The 1972 Aboriginal Embassy was one of the most significant indigenous political demonstrations of the twentieth century. What began as a simple response to a Prime Ministerial statement on Australia Day 1972, evolved into a six-month political stand-off between radical Aboriginal activists and a conservative Australian government. The dramatic scenes in July 1972 when police forcibly removed the Embassy from the lawns of the Australian Houses of Parliament were transmitted around the world. The demonstration increased international awareness of the struggle for justice by Aboriginal people, brought an end to the national government policy of assimilation and put Aboriginal issues firmly onto the national political agenda. The Embassy remains today and on Australia Day 2012 was again the focal point for national and international attention, demonstrating the intensity that the Embassy can still provoke after forty years of just sitting there. If, as some suggest, the Embassy can only ever be removed by Aboriginal people achieving their goals of Land Rights, Self-Determination and economic independence then it is likely to remain for some time yet.
‘This book explores the context of this moment that captured the world’s attention by using, predominantly, the voices of the people who were there. More than a simple oral history, some of the key players represented here bring with them the imprimatur of the education they were to gain in the era after the Tent Embassy. This is an act of radicalisation. The Aboriginal participants in subversive political action have now broken through the barriers of access to academia and write as both eye-witnesses and also as trained historians, lawyers, film-makers. It is another act of subversion, a continuing taunt to the entrenched institutions of the dominant culture, part of a continuum of political thought and action.’ (Larissa Behrendt, Professor of Law, Jumbunna Indigenous House of Learning, University of Technology Sydney)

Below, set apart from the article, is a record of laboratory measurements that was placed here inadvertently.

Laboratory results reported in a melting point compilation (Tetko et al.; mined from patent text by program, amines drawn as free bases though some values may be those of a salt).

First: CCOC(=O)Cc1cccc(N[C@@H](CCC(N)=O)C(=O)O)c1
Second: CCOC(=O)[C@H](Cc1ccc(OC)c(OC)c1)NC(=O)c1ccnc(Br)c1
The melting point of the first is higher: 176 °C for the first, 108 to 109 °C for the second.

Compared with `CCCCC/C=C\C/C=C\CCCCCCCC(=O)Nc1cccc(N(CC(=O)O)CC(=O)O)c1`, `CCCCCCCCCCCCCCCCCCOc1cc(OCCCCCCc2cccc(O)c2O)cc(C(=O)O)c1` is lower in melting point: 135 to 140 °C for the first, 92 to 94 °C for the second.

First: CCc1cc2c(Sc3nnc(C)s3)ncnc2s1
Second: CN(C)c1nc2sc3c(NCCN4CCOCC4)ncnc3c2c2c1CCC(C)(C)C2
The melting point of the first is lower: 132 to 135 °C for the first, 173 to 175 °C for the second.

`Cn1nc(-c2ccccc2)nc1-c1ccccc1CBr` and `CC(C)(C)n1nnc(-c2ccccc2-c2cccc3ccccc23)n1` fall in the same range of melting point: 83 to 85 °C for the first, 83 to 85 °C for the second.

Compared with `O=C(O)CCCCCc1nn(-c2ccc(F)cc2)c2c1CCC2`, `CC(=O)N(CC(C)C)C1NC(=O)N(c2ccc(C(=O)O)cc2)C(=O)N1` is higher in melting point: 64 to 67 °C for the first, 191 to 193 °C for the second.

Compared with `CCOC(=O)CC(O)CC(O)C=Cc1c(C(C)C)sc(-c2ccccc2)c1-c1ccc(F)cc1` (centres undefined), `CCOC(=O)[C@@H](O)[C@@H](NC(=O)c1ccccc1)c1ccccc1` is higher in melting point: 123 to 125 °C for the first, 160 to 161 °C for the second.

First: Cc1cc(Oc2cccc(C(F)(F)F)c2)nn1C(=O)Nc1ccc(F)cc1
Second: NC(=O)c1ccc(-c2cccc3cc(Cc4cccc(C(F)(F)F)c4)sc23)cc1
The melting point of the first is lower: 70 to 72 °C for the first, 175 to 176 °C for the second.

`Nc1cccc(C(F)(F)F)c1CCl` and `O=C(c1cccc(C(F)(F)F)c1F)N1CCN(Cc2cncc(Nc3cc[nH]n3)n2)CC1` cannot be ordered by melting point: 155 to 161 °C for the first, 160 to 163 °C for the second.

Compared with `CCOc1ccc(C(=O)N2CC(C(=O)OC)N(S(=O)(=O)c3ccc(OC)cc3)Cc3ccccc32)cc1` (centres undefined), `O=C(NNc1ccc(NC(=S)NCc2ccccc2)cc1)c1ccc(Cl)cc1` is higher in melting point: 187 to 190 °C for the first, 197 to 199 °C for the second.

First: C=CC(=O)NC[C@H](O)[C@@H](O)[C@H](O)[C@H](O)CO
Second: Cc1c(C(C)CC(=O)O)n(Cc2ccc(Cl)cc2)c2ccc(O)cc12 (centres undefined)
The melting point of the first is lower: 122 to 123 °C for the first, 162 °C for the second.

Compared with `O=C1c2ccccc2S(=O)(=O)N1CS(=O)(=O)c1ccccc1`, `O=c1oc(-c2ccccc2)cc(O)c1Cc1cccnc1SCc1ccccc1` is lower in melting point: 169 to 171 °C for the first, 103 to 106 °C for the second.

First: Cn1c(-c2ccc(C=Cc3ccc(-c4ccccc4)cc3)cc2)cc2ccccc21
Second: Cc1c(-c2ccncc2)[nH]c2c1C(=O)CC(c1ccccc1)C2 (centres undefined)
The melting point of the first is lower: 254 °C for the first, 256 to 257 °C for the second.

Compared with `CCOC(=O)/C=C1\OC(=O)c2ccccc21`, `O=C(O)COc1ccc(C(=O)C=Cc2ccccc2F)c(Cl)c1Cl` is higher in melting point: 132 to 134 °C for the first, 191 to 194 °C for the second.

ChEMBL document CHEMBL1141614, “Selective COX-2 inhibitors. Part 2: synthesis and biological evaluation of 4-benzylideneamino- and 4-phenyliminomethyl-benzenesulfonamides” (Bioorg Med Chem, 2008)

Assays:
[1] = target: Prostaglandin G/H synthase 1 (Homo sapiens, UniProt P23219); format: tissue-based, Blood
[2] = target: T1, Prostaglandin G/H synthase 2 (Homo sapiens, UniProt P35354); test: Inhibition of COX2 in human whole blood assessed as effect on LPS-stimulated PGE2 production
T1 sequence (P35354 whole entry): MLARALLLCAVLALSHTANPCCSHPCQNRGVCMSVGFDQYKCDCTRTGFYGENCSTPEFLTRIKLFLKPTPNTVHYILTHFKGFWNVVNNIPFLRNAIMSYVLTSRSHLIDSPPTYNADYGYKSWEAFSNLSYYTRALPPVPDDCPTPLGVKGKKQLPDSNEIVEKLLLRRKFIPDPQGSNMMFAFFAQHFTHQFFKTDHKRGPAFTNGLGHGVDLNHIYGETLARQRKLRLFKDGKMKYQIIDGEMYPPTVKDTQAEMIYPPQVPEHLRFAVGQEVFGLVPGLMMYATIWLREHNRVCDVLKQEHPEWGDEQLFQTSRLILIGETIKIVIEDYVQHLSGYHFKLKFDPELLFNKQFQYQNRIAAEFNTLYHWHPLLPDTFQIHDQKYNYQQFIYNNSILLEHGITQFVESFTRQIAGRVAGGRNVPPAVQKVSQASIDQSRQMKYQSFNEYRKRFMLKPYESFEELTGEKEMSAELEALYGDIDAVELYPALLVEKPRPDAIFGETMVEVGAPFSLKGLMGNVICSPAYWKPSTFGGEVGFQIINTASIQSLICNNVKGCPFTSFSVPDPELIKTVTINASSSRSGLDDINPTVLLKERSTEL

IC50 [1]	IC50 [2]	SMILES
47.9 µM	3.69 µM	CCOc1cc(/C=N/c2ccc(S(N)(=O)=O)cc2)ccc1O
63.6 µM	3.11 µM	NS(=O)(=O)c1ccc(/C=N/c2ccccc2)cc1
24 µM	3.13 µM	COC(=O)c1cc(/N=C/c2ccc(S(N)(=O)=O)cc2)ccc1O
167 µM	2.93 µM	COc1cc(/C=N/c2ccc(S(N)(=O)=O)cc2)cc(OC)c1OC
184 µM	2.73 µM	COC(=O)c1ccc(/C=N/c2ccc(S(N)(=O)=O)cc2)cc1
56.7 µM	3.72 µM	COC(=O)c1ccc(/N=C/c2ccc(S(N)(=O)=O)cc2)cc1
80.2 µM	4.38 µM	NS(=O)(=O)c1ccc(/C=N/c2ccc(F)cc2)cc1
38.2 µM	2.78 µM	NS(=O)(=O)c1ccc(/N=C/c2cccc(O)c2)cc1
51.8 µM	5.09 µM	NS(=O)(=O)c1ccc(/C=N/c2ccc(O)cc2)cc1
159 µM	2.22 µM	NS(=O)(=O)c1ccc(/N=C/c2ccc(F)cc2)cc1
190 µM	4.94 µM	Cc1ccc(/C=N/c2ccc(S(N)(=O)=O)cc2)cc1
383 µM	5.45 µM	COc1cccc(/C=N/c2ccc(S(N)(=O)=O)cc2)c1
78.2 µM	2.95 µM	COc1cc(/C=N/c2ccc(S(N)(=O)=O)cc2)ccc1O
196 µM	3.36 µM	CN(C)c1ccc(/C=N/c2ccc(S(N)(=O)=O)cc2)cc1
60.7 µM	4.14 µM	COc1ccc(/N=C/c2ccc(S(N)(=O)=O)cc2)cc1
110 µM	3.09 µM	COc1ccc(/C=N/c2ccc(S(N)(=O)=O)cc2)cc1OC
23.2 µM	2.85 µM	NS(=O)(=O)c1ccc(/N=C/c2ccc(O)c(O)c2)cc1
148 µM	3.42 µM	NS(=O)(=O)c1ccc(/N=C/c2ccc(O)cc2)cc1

Preface Larissa Behrendt; Introduction; Gary Foley, Andrew Schaap & Edwina Howell; SECTION 1: THE ORIGINS OF THE EMBASSY 1. The Aboriginal Embassy: An account of the protest of 1972 Scott Robinson; 2. A Reflection on the first thirty days of the Embassy Gary Foley; 3. The Origins of Aboriginal political consciousness and the Aboriginal Embassy, 1907-1972 Gordon Briscoe; 4. Aboriginal Protest Leith Duncan; 5. Black Power - by any means necessary Edwina Howell; 6. Tracking Back: Parallels between the 1920s Aboriginal Political Movements Parallels and 1972 Tent Embassy John Maynard; 7. The Freedom Ride Ann Curthoys; SECTION 2 THE EVENT OF THE EMBASSY 8. The Beginnings of the Embassy (January 1972); 9. Camping Indefinitely at the Embassy (February-June 1972); 10. Confrontation at the Embassy (July 1972); 11. The Continuing Presence of the Embassy since 1992; SECTION 3 THE LEGACY OF THE EMBASSY 12. Anniversary Reflections; 13. The Constitutional Politics of the Aboriginal Embassy Paul Muldoon & Andrew Schaap; 14. Stating Genocide in Law Jennifer Balint; 15. The spatial politics of Aboriginal protest in the Parliamentary Triangle Kurt Iveson; 16. War by Other Means: The Australian War Memorial and the Aboriginal Tent Embassy in National Space and Time Fiona Nicoll; 17. What do we want? Not native title, that's for bloody sure Nicole Watson